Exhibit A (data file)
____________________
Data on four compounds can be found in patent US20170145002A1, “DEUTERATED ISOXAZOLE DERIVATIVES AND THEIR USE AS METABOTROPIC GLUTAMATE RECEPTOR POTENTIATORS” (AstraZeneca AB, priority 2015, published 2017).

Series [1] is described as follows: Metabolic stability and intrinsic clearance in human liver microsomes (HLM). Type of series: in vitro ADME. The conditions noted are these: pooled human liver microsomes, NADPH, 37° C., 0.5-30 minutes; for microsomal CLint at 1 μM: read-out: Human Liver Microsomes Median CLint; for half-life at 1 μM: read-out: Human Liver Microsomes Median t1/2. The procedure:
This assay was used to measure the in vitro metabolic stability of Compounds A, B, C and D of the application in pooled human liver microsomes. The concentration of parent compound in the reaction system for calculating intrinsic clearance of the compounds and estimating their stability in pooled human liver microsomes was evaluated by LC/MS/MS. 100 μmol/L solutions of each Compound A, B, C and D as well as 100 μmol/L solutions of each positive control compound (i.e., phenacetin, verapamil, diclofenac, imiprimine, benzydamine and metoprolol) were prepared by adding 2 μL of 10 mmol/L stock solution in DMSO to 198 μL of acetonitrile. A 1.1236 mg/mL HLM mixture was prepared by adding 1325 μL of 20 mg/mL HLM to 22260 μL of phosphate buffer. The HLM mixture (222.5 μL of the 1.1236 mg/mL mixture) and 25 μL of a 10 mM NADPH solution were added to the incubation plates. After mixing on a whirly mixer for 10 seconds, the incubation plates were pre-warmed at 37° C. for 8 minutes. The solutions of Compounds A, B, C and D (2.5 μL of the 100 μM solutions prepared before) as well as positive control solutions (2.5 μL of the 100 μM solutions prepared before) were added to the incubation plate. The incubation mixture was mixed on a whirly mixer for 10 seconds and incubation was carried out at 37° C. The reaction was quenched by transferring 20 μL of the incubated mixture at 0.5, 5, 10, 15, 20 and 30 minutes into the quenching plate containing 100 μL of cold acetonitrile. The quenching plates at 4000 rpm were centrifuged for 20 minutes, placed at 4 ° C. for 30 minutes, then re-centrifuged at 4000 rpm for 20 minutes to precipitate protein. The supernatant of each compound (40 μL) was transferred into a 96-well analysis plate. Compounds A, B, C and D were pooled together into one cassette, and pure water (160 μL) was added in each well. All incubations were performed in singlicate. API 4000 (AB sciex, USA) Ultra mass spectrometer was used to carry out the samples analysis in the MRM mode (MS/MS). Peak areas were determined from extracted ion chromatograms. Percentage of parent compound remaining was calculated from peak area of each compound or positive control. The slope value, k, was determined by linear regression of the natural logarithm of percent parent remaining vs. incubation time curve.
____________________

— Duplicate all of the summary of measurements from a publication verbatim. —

Data on four compounds can be found in patent US20170145002A1, “DEUTERATED ISOXAZOLE DERIVATIVES AND THEIR USE AS METABOTROPIC GLUTAMATE RECEPTOR POTENTIATORS” (AstraZeneca AB, priority 2015, published 2017).

Series [1] is described as follows: Metabolic stability and intrinsic clearance in human liver microsomes (HLM). Type of series: in vitro ADME. The conditions noted are these: pooled human liver microsomes, NADPH, 37° C., 0.5-30 minutes; for microsomal CLint at 1 μM: read-out: Human Liver Microsomes Median CLint; for half-life at 1 μM: read-out: Human Liver Microsomes Median t1/2. The procedure:
This assay was used to measure the in vitro metabolic stability of Compounds A, B, C and D of the application in pooled human liver microsomes. The concentration of parent compound in the reaction system for calculating intrinsic clearance of the compounds and estimating their stability in pooled human liver microsomes was evaluated by LC/MS/MS. 100 μmol/L solutions of each Compound A, B, C and D as well as 100 μmol/L solutions of each positive control compound (i.e., phenacetin, verapamil, diclofenac, imiprimine, benzydamine and metoprolol) were prepared by adding 2 μL of 10 mmol/L stock solution in DMSO to 198 μL of acetonitrile. A 1.1236 mg/mL HLM mixture was prepared by adding 1325 μL of 20 mg/mL HLM to 22260 μL of phosphate buffer. The HLM mixture (222.5 μL of the 1.1236 mg/mL mixture) and 25 μL of a 10 mM NADPH solution were added to the incubation plates. After mixing on a whirly mixer for 10 seconds, the incubation plates were pre-warmed at 37° C. for 8 minutes. The solutions of Compounds A, B, C and D (2.5 μL of the 100 μM solutions prepared before) as well as positive control solutions (2.5 μL of the 100 μM solutions prepared before) were added to the incubation plate. The incubation mixture was mixed on a whirly mixer for 10 seconds and incubation was carried out at 37° C. The reaction was quenched by transferring 20 μL of the incubated mixture at 0.5, 5, 10, 15, 20 and 30 minutes into the quenching plate containing 100 μL of cold acetonitrile. The quenching plates at 4000 rpm were centrifuged for 20 minutes, placed at 4 ° C. for 30 minutes, then re-centrifuged at 4000 rpm for 20 minutes to precipitate protein. The supernatant of each compound (40 μL) was transferred into a 96-well analysis plate. Compounds A, B, C and D were pooled together into one cassette, and pure water (160 μL) was added in each well. All incubations were performed in singlicate. API 4000 (AB sciex, USA) Ultra mass spectrometer was used to carry out the samples analysis in the MRM mode (MS/MS). Peak areas were determined from extracted ion chromatograms. Percentage of parent compound remaining was calculated from peak area of each compound or positive control. The slope value, k, was determined by linear regression of the natural logarithm of percent parent remaining vs. incubation time curve.